Beasley and SJ had known each other since childhood, the judge said.

She said Beasley was released about 2:20am with a domestic violence order, naming ZM as the protected person. Police took her to her cousin’s house but as soon as they left, she went to another house where ZM and SJ were asleep on a mattress.

“You yelled at SJ. You threatened her and told her to get up and fight,” Justice Kelly said. “She was too tired to get up, and so she stayed on the mattress, sitting down.

“You left the room and came back with a knife, and you stabbed SJ in the back seven times with the knife. ZM got up and chased you out of the house, and he and another man took SJ to the Tennant Creek Hospital.  She had six cuts on her upper back, one cut on her left upper shoulder and one cut on her head.

Justice Kelly said the victim was flown to Alice Springs Hospital for surgery.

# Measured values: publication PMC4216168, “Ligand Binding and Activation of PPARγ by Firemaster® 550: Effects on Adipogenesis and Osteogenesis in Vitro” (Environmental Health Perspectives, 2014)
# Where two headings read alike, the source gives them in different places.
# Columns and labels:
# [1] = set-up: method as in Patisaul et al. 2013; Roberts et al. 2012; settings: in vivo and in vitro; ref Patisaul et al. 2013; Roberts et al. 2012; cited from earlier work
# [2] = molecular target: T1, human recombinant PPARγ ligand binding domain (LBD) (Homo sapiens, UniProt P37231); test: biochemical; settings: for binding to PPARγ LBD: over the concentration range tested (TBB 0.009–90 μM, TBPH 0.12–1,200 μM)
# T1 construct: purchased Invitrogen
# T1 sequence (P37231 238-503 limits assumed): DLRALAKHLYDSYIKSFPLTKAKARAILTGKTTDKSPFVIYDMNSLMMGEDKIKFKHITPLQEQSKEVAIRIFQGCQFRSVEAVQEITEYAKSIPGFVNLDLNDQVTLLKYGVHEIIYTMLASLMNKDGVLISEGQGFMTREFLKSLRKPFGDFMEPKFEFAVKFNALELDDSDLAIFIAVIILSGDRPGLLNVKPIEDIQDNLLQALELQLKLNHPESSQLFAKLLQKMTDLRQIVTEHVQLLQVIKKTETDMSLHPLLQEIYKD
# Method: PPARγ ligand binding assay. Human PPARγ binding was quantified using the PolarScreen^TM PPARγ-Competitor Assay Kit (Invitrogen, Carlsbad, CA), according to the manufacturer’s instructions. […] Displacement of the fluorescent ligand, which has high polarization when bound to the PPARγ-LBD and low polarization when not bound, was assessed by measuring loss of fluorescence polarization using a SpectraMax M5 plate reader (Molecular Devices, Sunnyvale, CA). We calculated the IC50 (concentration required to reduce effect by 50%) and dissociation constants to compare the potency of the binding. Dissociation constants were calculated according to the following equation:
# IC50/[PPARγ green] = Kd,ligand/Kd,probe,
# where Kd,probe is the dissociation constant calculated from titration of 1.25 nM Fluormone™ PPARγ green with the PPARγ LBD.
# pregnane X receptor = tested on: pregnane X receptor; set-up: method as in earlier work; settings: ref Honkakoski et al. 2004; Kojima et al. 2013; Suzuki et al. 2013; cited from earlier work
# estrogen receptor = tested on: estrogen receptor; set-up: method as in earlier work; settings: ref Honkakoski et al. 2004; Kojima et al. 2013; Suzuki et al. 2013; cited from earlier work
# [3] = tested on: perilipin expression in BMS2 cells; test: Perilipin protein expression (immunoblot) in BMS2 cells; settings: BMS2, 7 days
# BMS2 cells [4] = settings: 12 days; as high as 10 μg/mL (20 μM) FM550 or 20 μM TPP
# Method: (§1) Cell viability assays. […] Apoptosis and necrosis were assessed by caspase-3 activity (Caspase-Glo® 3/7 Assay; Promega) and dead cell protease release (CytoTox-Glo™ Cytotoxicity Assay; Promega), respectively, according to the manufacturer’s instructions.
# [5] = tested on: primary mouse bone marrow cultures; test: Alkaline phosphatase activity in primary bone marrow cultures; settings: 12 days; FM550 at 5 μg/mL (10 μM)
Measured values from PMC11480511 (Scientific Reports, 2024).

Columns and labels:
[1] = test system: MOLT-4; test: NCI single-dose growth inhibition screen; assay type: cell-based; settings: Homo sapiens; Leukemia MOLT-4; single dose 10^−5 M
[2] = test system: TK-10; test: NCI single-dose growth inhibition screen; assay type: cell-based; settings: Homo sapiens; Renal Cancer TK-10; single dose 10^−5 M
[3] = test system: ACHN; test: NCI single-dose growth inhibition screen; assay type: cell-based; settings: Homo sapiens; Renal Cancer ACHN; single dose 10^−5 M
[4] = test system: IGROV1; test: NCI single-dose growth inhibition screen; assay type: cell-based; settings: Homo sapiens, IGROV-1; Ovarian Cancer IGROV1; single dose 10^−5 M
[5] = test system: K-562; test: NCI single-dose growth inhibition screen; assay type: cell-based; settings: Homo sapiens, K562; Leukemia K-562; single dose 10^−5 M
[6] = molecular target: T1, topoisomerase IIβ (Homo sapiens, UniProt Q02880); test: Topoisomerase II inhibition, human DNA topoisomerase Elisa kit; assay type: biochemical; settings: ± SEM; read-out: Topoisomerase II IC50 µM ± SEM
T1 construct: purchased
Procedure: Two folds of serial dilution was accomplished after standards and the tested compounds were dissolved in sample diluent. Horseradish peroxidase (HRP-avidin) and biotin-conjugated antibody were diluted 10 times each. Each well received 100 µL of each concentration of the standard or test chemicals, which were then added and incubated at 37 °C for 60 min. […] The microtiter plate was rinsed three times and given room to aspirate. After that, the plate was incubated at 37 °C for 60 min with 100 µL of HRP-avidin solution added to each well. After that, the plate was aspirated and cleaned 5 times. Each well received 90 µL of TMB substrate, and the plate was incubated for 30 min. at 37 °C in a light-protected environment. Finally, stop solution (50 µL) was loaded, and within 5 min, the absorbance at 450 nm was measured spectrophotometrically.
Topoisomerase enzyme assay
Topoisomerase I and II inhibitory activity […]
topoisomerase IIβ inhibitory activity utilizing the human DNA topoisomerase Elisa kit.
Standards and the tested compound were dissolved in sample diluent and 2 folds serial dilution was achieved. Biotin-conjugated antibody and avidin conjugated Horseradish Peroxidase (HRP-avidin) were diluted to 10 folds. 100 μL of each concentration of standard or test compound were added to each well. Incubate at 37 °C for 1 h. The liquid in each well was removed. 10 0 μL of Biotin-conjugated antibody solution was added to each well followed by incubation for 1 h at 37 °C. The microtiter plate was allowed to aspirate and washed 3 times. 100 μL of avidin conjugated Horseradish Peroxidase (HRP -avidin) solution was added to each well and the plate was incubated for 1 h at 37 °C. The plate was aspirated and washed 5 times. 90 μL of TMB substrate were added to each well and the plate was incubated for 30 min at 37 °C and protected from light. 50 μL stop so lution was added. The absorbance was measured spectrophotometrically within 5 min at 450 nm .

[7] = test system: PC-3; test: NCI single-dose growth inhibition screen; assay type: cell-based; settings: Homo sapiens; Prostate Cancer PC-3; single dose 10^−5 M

“Those wounds amounted to serious harm. There was a chance that she might have died of those injuries,” she said.

“In particular, the left shoulder. There was an artery in the left shoulder which was bleeding, and she could have bled to death from that if she had not been treated.”

Justice Kelly said Beasley left the unit and police could not find her that night, not arresting her until December 4.

She said that at the time Beasley committed the two offences, she had no criminal history.

Beasley was born in Ali Curung but was mostly raised by her maternal grandmother and went to primary school at Alekarenge School in Ali Curung, and high school up to Year 10 at St John’s College in Darwin.

Justice Kelly said she had worked between 2013 and 2018 in different jobs and as a carer for her mother and grandmother in Ali Curung from 2018 to 2020

She had also been receiving counselling while she was in prison for post-traumatic stress disorder caused by being beaten by ZM.

Justice Kelly said the five year marriage was happy until ZM stopped working 12 months ago, and started drinking more, and then started inflicting violence on Beasley.